ARM.SoC.Architecture

Unless the lower level models are synthesized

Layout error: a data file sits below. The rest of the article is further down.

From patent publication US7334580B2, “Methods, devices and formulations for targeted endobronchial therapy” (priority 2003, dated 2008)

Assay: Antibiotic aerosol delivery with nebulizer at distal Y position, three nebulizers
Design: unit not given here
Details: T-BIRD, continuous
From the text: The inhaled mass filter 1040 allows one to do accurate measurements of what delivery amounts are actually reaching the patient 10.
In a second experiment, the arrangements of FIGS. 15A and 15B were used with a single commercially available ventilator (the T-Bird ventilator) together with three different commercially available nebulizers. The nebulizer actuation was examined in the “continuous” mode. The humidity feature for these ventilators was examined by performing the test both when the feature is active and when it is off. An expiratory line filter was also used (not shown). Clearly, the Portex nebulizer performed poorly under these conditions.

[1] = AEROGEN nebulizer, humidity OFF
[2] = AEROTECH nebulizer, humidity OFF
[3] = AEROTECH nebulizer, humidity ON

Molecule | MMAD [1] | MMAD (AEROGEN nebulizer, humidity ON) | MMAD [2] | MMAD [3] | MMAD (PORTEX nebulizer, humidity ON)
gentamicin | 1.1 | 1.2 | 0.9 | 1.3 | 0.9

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Unformatted text preview: dary scan test architecture 227 Test signals The interface works with five dedicated signals which must be provided on each chip that supports the test standard: TRST is a test reset input which initializes the test interface. TCK is the test clock which controls the timing of the test interface independ ently from any system clocks. TMS is the test mode select which controls the operation of the test interface state machine. TDI is the test data input line which supplies the data to the boundary scan or instruction registers. TDO is the test data output line which carries the sampled values from the boundary scan chain and propagates data to the next chip in the serial test circuit. The normal organization of the test circuit on a board that incorporates several chips with JTAG support is to connect TRST, TCK and TMS to every chip in parallel and to connect TDO from one chip to TDI of the next in a single loop, so the board test interface has the same five signals listed above. TAP controller The operation of the test interface is controlled by the Test Access Port (TAP) controller. This is a state machine whose state transitions are controlled by TMS; the state transition diagram is shown in Figure 8.15 on page 228. All the states have two exits so the transitions can be controlled by one signal, TMS. The two main paths in the state transition diagram control the operation of a data register (DR) and the instruction register (IR). The behaviour of a particular chip is determined by the contents of the test instruction register, which can select between various different data registers: The device ID register reads out an identification number which is hard-wired into the chip. The bypass register connects TDI to TDO with a 1-clock delay to give the tester rapid access to another device in the test loop on the same board. The boundary scan register intercepts all the signals between the core logic and the pins and comprises the individual register bits which are shown as the squares connected to the core logic in Figure 8.14 on page 226. Other registers may...
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